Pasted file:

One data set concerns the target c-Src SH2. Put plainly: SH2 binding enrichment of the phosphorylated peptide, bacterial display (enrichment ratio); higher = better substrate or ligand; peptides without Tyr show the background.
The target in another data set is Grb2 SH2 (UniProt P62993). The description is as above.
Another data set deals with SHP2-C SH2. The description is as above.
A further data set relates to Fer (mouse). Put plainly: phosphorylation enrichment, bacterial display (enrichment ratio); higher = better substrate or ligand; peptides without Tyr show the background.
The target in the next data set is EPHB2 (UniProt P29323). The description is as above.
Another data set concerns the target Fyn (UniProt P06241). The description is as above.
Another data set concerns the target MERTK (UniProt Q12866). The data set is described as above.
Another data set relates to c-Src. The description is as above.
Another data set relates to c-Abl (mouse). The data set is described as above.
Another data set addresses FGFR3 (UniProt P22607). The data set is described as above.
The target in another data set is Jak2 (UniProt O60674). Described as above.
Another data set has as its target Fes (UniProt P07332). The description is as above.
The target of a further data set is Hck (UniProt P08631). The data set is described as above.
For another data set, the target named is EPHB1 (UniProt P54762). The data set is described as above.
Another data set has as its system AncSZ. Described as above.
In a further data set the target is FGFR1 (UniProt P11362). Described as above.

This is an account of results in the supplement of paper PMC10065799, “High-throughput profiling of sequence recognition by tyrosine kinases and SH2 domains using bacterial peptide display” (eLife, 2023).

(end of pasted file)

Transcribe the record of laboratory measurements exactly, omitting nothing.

One data set concerns the target c-Src SH2. Put plainly: SH2 binding enrichment of the phosphorylated peptide, bacterial display (enrichment ratio); higher = better substrate or ligand; peptides without Tyr show the background.
The target in another data set is Grb2 SH2 (UniProt P62993). The description is as above.
Another data set deals with SHP2-C SH2. The description is as above.
A further data set relates to Fer (mouse). Put plainly: phosphorylation enrichment, bacterial display (enrichment ratio); higher = better substrate or ligand; peptides without Tyr show the background.
The target in the next data set is EPHB2 (UniProt P29323). The description is as above.
Another data set concerns the target Fyn (UniProt P06241). The description is as above.
Another data set concerns the target MERTK (UniProt Q12866). The data set is described as above.
Another data set relates to c-Src. The description is as above.
Another data set relates to c-Abl (mouse). The data set is described as above.
Another data set addresses FGFR3 (UniProt P22607). The data set is described as above.
The target in another data set is Jak2 (UniProt O60674). Described as above.
Another data set has as its target Fes (UniProt P07332). The description is as above.
The target of a further data set is Hck (UniProt P08631). The data set is described as above.
For another data set, the target named is EPHB1 (UniProt P54762). The data set is described as above.
Another data set has as its system AncSZ. Described as above.
In a further data set the target is FGFR1 (UniProt P11362). Described as above.

This is an account of results in the supplement of paper PMC10065799, “High-throughput profiling of sequence recognition by tyrosine kinases and SH2 domains using bacterial peptide display” (eLife, 2023).